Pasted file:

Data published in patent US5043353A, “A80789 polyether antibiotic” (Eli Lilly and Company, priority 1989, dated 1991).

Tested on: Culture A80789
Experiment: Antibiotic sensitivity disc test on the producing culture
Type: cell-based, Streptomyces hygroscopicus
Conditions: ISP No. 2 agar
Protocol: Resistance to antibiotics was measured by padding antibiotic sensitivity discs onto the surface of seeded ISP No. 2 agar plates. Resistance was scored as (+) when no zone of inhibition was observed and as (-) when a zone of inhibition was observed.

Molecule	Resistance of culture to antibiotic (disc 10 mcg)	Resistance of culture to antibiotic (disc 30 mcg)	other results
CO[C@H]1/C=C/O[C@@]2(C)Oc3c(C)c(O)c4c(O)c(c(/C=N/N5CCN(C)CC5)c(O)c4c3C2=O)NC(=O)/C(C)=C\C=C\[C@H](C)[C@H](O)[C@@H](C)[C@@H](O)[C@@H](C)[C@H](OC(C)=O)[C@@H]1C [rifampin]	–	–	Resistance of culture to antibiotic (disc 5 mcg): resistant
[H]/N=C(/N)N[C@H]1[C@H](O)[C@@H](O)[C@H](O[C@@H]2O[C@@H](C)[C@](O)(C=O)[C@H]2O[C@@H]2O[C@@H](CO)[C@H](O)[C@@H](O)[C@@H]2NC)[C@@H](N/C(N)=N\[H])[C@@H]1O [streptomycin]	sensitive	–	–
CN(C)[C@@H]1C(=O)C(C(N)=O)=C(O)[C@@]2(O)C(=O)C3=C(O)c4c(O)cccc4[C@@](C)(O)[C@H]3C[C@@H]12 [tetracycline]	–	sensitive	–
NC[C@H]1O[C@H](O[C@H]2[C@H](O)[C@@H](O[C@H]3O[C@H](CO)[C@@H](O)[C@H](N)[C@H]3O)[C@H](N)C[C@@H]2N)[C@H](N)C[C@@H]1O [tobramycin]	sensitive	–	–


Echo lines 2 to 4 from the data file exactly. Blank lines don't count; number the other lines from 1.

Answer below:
Tested on: Culture A80789
Experiment: Antibiotic sensitivity disc test on the producing culture
Type: cell-based, Streptomyces hygroscopicus